The market for top talent is always impossibly tight—top performers are in high demand in both strong economies and in the midst of recessions. Like it or not, your company is competing with the best brands in the world—companies that have the means and the desire to out-spend, out-perk and out-sell you to bring that next star performer in house.
Fortunately, there is a force so powerful that it can thwart even the most savvy competitive tactics: great candidate rapport. By building a strong interpersonal connection with your candidates in each and every interaction, you can get around their defenses and unveil their deeper, emotional selves. Think about the interview process that brought you into your most recent employer. Did you feel a strong bond with one or more of the people you met during your recruiting process? Chances are you did—and if you declined another company’s offer, chances are you did not form as strong of a bond with them.
We pretend we are fully rational agents who make decisions based on a sophisticated calculus of pros and cons. We like to believe we can put our emotional selves on the sidelines when it comes to our most important professional decisions. The reality is actually the opposite—the more important the decision, the more likely we are to be swayed by our deeper feelings. It is an absolute business necessity to ensure you and your colleagues build a solid interpersonal connection with each candidate you interview—if you are able to do this consistently, you will have created a fundamental edge in the war for talent.
There are two other reasons to focus on building strong candidate rapport. Without question, it is the best way to make people feel open in sharing information with you. When another human being shows authentic interest in you and your personal story, you are more comfortable being yourself and sharing your greatest strengths and limitations with them. Rapport is intoxicating to human beings—we crave it, and will go to great lengths to maintain it. Treat every story from your candidate with legitimate enthusiasm and curiosity, and they will reward you with even richer information.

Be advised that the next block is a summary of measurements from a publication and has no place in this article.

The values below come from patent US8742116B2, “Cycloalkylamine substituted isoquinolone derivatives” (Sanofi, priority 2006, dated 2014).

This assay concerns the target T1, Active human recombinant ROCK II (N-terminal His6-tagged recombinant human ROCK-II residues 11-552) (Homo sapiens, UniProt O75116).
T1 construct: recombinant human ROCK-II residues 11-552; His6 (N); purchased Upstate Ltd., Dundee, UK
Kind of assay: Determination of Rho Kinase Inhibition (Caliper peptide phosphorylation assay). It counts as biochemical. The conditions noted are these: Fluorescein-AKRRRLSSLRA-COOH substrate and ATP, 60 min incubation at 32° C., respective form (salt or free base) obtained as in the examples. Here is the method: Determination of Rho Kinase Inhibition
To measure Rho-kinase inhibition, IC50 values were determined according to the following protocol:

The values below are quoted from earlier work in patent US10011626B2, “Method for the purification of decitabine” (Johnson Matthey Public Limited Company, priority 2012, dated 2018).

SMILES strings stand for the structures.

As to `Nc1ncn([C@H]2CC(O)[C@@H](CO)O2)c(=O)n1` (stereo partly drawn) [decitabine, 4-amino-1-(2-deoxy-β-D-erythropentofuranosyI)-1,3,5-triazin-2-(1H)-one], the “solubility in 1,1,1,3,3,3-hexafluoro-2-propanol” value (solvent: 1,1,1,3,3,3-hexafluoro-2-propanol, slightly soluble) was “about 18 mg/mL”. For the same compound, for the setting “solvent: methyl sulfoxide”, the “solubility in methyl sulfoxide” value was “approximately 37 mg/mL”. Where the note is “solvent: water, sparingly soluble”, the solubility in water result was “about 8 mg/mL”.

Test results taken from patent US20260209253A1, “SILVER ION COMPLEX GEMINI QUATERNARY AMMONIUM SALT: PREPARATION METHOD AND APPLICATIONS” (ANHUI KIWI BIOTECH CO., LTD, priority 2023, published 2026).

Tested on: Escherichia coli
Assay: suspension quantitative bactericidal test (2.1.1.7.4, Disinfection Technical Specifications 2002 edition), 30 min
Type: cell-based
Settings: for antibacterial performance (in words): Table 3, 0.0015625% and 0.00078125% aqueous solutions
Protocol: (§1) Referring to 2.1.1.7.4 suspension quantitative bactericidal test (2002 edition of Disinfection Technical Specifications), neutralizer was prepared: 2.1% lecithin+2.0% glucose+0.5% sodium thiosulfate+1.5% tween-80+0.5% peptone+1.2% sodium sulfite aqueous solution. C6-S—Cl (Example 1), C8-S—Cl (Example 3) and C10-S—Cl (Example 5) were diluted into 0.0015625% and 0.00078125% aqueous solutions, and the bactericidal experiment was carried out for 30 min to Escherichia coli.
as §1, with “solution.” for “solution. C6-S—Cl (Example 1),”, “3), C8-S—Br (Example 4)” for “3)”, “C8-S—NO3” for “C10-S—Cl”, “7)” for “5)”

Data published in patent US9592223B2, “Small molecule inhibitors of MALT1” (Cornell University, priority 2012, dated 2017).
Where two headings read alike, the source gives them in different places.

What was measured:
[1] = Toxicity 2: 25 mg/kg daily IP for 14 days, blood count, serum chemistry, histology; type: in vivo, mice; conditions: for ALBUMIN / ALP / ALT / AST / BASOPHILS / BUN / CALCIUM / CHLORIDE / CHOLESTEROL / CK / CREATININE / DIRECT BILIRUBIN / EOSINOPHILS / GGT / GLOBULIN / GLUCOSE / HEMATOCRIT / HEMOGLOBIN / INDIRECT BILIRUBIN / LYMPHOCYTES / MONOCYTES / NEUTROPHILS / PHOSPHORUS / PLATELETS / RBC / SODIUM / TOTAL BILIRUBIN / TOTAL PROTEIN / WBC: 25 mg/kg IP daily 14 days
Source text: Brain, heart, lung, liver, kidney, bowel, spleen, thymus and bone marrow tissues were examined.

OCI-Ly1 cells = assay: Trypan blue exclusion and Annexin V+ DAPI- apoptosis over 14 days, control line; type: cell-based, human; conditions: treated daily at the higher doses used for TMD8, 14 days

In addition, rapport is essential in building a “referral machine” at your company. Your employees are far more likely to refer people from their networks if they trust that those individuals will have a great experience, regardless of the outcome. If you believe that “stress tactics” or an interrogative demeanor is a good way to test the mettle of your candidates, consider the cost—what you gain in data points you more than lose in terms of your team members’ willingness to refer the next hot prospect.
So how do you build rapport? The answer is simple. Great rapport comes from having a legitimate passion to get to know each and every candidate as human beings. It comes from deep curiosity about what motivates them, where they have been and what they want out of their careers and their lives. When someone treats you like you are the most interesting person they’ve ever met, you cannot help but feel a connection to them. The only way to do this is to actually believe it. Come into every interview excited and eager to learn about this amazing human being.
Bad rapport is exactly the opposite—it is absolutely toxic to your hiring process. Not only does it turn your candidates off, it also limits your ability to get to know them deeply during your interviews, and dissuades your employees from referring people from their networks. Bad rapport comes in many forms:
- Scowling or furrowing your brow (this was my biggest obstacle to overcome as a professional assessor). Keep your face open and smiling!
- Yawning or exhibiting signs of boredom
- Checking your phone (a frequent complaint in Glassdoor interview reviews)
- Exhibiting low energy around an exuberant candidate
- Conversely, bowling an introvert over with too much energy
- Reacting negatively to anything they share with you, or making them feel judged
- Failing to make eye contact (e.g. staring at your notes or laptop)
- Talking too much (or talking about yourself)
- Interrogating or using “stress” techniques
We strongly recommend that all companies seeking top talent engage in a rigorous program of interview observations—essentially “pair ups” where one individual manages the dialogue with the candidate and the other takes notes while observing the quality of rapport. The observers should feel comfortable giving a full and honest debrief to the interviewer to help them learn.
Another great way to get a “temperature check” on candidate rapport is to talk to the people you have recently hired. Ask them about their entire hiring experience, and encourage them to be honest about every interaction they had with your organization. It can be helpful to have a single point of contact from your recruiting team for these discussions who can reinforce confidentiality. It is also very useful to have a debrief conversation with candidates who declined your offer or otherwise stepped out of your process—set up a 15 minute call with them in a spirit of learning and improvement. They may be reluctant to bash your process (they likely feel bad for abandoning you, after all), but if you approach them in a spirit of true learning and growth, you are likely to be surprised by the insights you gather.